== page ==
Myths morph in translation. Of Maui, the Polynesian sun god or demigod, many tales are told, but where are the true ones? Some say he set out one day with his canoe and his fishhook to pull the links of the Hawaiian island chain together so that his people might travel back and forth, but then a human chieftain broke the spell and spoiled everything. Some say it was Maui who pulled the islands of Hawaii from the depths of the Pacific in the first place, then cast his fishhook into the sky, where it blazes as the constellation Western astronomers know as Scorpio. To those who can decode them, here are clues to the unwritten epic of the discovery and settlement of Polynesia, beginning around 800 BCE, around the time of the rise of the Greek city states.
Hawaiki Rising, a new book by the writer, sailor, prize-winning documentary filmmaker, and Harvard-trained anthropologist Sam Low, weaves from many strands a chronicle of the recovery of the Polynesians' ancient science—or rather their art?—of navigation, practiced without charts or instruments, yet powerful enough to have guided what modern descendants have called the spaceships of the ancestors safely back and forth across the vast face of the Pacific. Glimpse here, if you will, transposed in time and tongue though not in space, the true-life myth of a latter-day Maui.
Bounded by New Zealand in the southwest, Rapa Nui (Easter Island) in the southeast, and Hawaii in the north, the Polynesian triangle is dotted with atolls and volcanic peaks, some 1,000 islands in all, cast like specks across 70 million square miles of Pacific ocean, an area more than four times the size of Asia. "Can you see the island?" a master navigator asked in November 1979, weeks before his disciple set sail from Hawaii in quest of Tahiti.
"I cannot see the island but I can see an image of the island in my mind," the disciple answered.
"A navigator knows where the land is inside of him," the master commented years later, "even when he can't see it."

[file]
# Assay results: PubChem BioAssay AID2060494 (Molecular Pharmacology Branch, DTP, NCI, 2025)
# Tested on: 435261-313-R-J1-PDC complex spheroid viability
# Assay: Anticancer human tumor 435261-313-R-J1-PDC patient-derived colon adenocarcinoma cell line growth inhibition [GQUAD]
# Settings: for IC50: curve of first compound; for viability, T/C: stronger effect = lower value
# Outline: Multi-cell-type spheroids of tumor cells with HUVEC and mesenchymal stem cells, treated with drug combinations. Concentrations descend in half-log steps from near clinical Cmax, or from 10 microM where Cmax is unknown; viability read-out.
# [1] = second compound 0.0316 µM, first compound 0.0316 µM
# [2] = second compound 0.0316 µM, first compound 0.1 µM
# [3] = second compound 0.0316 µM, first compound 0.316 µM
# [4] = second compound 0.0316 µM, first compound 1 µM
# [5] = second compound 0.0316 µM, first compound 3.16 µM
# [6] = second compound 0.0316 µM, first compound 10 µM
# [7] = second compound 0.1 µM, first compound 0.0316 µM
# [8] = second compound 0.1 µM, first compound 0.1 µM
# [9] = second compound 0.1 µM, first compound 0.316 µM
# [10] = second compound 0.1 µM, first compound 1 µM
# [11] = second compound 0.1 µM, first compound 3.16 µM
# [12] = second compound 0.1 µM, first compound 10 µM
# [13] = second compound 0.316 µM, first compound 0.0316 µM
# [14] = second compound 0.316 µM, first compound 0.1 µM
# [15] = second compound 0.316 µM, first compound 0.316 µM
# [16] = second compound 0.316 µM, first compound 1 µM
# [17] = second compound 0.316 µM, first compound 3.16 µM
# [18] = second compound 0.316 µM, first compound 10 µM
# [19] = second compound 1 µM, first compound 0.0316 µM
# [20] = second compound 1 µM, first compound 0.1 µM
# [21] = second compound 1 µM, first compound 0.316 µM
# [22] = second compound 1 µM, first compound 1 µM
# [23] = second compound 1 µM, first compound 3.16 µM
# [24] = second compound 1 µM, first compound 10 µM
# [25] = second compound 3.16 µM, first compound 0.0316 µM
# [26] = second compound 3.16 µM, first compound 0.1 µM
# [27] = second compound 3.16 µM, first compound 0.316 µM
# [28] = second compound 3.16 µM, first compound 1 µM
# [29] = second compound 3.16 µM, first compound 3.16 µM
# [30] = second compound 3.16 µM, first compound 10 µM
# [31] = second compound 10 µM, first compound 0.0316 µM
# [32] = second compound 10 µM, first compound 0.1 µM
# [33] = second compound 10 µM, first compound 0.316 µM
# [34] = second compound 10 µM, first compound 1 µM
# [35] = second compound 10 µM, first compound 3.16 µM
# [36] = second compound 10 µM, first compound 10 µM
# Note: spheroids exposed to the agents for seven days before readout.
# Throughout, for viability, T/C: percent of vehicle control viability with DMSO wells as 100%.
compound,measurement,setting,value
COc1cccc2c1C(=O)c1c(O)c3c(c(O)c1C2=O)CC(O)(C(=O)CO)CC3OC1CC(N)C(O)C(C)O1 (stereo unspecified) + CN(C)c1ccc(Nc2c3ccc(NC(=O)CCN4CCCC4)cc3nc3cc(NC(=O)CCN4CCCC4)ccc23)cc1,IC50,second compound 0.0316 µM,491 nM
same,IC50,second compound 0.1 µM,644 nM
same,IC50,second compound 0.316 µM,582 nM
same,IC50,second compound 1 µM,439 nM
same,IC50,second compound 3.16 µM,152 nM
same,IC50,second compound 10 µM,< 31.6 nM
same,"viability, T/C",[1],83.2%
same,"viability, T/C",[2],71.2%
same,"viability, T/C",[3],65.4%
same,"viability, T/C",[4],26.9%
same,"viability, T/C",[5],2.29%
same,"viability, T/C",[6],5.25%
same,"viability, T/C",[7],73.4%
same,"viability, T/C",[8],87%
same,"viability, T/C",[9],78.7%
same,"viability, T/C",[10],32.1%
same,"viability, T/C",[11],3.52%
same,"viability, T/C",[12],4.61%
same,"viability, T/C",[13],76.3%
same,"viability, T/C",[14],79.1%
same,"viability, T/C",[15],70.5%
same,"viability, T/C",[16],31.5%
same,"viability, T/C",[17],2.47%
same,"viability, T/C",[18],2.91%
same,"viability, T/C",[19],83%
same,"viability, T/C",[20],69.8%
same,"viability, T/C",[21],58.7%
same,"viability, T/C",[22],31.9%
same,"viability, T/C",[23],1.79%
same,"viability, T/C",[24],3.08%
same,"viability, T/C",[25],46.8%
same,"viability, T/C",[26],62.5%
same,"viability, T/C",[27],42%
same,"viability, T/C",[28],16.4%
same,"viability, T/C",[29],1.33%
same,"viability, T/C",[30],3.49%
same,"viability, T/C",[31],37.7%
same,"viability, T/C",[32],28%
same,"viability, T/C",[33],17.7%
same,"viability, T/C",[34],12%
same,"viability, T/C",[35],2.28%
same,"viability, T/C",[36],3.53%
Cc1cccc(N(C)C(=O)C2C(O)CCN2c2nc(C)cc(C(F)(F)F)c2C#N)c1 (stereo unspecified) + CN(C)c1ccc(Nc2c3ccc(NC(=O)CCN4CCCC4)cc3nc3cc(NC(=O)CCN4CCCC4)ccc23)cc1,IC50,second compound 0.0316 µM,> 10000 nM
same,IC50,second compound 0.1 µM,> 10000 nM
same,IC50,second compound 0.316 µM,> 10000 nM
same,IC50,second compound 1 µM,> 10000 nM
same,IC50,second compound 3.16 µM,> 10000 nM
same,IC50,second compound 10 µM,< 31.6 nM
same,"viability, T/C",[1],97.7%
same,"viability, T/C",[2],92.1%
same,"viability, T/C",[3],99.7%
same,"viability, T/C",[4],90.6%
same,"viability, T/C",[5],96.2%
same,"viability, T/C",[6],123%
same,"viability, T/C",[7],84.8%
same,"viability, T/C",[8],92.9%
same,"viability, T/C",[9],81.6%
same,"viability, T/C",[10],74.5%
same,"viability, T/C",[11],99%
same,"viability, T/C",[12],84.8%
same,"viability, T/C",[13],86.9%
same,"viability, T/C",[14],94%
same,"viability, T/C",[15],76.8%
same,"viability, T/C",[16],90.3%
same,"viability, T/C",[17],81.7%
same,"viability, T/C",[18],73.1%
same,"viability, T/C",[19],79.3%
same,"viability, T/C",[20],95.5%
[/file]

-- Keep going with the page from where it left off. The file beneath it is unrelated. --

What lay ahead, over three decades ago, was a 2,400-mile voyage through raging tempests, the dead calm of the Doldrums, capricious currents and countercurrents, seldom blessed with fair winds or following seas. For his compass, the fledgling pilot would gaze at the wheeling stars overhead, at the same time scanning the data in natural signs like winds, waves, cloud formations, the music of the canoe in the water, the flight of birds out to the distant shoals and back to shore. After an odyssey of 31 days, like Maui with his fishhook, he pulled his first island out of the sea by the brushy tops of a stand of coconut palms. Hawaiki, I might mention, is the name of the legendary Hawaiian homeland, whereabouts uncertain except in realms of imagination.
In Low's narrative, great archetypes are born anew. From the solitary coral atoll Satawal in the remote Caroline Islands comes the master Mau Piailug, a seafaring dinosaur in possession of ancestral knowledge for which his people see no further use. His disciple, from contemporary Honolulu, is Nainoa Thompson, a young Hawaiian achingly out of touch with his cultural birthright. From Maui, we meet a third star in this constellation: the young waterman Eddie Aikau, lost at sea, whose gently heroic spirit will hover over the enterprise like a guardian angel. And then there's the Hōkūle'a, a modern replica of a double-hulled Polynesian canoe, the vessel of everyone's struggles, tragedy, aspirations, and dreams. Over the decades the Hōkūle'a has emerged as perhaps the most potent symbol of the burgeoning Hawaiian renaissance. (For a log of her travels past, present, and to come, visit the Polynesian Voyaging Society website.)